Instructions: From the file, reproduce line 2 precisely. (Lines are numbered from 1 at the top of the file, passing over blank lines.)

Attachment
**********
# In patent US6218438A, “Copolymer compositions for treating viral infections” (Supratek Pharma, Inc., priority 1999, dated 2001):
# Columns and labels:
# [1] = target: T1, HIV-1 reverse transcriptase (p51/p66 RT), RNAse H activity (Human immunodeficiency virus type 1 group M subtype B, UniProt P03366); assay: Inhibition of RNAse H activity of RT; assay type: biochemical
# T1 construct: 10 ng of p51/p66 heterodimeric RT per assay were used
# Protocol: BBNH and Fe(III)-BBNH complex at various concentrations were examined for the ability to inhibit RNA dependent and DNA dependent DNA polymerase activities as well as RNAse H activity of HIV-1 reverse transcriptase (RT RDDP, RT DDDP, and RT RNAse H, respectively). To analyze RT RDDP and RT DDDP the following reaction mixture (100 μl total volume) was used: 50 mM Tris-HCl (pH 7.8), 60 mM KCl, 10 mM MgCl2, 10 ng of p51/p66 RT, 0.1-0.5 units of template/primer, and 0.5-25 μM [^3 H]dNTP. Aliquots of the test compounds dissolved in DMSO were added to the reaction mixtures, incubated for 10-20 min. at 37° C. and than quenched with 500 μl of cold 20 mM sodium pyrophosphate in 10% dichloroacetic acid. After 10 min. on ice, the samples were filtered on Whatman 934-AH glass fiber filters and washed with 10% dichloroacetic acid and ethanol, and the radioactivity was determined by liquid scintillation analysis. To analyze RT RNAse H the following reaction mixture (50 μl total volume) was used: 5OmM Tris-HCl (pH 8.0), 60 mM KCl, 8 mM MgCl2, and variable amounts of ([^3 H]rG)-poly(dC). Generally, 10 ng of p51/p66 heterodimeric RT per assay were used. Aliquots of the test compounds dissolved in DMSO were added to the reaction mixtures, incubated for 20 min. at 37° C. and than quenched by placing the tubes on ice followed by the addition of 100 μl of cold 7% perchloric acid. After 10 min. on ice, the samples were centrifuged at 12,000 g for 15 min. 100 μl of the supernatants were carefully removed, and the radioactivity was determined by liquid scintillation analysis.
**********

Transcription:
# Columns and labels: